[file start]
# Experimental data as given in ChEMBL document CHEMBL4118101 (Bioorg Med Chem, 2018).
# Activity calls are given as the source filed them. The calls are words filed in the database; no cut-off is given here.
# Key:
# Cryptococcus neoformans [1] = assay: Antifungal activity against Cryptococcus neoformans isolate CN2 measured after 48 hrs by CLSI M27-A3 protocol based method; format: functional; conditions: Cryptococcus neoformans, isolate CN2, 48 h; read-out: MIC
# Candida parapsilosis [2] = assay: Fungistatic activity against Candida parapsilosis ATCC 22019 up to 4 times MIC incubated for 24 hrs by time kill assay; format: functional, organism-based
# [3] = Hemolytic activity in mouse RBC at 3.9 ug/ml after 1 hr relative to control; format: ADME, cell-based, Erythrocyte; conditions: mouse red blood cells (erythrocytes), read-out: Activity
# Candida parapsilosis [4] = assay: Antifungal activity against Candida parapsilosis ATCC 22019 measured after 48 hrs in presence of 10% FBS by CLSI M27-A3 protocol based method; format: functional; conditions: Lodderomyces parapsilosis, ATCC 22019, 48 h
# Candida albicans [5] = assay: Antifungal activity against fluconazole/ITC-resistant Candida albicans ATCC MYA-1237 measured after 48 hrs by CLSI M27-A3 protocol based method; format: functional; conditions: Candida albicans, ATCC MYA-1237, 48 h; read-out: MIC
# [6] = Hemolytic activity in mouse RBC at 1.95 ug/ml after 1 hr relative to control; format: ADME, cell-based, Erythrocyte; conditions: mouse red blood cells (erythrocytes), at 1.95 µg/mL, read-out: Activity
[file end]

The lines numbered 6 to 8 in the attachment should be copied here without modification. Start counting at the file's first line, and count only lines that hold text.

# [3] = Hemolytic activity in mouse RBC at 3.9 ug/ml after 1 hr relative to control; format: ADME, cell-based, Erythrocyte; conditions: mouse red blood cells (erythrocytes), read-out: Activity
# Candida parapsilosis [4] = assay: Antifungal activity against Candida parapsilosis ATCC 22019 measured after 48 hrs in presence of 10% FBS by CLSI M27-A3 protocol based method; format: functional; conditions: Lodderomyces parapsilosis, ATCC 22019, 48 h
# Candida albicans [5] = assay: Antifungal activity against fluconazole/ITC-resistant Candida albicans ATCC MYA-1237 measured after 48 hrs by CLSI M27-A3 protocol based method; format: functional; conditions: Candida albicans, ATCC MYA-1237, 48 h; read-out: MIC